The pains are not yet over because Nigeria mismanaged its economy. Consequently, the nation cannot meet the demands of its people with production of 3 basic needs- food, shelter and clothing. As long as the story remains same, Nigeria will always devalue its currency. The nation is in deficit of housing, most textile factories have closed down and relocated to other West African countries, while the agricultural diversification program of the federal government is sluggish. It is a challenge doing business in Nigeria with incessant electricity power failure and multiple levies.

Even when the CBN did not devalue the Naira, the nation’s foreign reserves reduced significantly. This scared off investors. But some analysts have argued that militant attacks on Nigeria’s oil installations, and its devastating effects on crude oil production, coupled with forex shortages have undermined Nigeria’s economy making devaluation inevitable. It is up to the CBN to mitigate negative consequences of devaluation- inflation and unemployment, they argued. Perhaps, that is why the CBN has devalued the Naira in order to mitigate these negative consequences. Anyway, this is not the first time that the Naira is being devalued. But there was no time in the history of Nigeria that devaluation of the Naira has reduced inflation and unemployment.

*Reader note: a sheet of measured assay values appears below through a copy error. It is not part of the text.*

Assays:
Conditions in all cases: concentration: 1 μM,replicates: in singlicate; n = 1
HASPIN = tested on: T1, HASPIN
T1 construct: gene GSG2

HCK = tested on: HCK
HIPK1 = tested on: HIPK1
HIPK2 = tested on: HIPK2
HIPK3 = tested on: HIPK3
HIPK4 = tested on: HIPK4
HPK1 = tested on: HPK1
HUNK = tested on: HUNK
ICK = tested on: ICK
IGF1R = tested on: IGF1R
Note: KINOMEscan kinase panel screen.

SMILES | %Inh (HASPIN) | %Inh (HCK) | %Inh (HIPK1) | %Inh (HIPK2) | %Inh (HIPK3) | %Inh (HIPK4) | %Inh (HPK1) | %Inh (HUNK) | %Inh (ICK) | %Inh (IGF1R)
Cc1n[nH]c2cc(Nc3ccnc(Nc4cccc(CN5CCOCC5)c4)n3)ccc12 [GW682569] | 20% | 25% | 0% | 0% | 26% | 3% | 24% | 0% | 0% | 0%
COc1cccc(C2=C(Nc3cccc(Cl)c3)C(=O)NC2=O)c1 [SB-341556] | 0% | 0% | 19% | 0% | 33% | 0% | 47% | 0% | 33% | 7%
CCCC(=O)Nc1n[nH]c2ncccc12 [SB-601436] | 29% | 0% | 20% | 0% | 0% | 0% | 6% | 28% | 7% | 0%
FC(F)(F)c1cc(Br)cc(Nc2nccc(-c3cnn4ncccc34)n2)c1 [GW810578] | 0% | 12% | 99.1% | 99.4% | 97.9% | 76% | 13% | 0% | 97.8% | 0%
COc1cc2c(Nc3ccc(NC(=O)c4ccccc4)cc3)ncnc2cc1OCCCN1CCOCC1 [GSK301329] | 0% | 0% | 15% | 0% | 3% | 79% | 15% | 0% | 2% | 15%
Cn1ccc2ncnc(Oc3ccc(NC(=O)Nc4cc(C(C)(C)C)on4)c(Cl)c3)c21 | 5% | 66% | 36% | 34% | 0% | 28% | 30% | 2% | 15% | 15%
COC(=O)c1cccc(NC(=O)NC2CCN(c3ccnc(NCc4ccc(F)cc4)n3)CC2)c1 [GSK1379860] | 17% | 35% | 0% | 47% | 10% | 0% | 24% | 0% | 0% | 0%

As I write there is shortage of forex. This, according to some analysts, is because devaluation of the Naira is yet to have positive impact on the economy. The US Dollar is now scarcer than it was before. Businesses and individuals who applied for forex are still awaiting response from their banks who usually tell them that “there is no forex to sell.” Consumers do not have the purchasing power, some have not been paid their wages for up to 7 months, and some don’t have jobs. The cycle of poverty in Nigeria is still in motion.

Nigerian politicians like miracles. But policy makers should not be deceived that devaluation of the Naira will miraculously provoke industrialization. It is not too late for Nigeria to start afresh the process of industrialization with consistent policies. Any policy that cannot enhance industrialization in Nigeria so that food, cloth and shelter are produced abundantly should be suspended.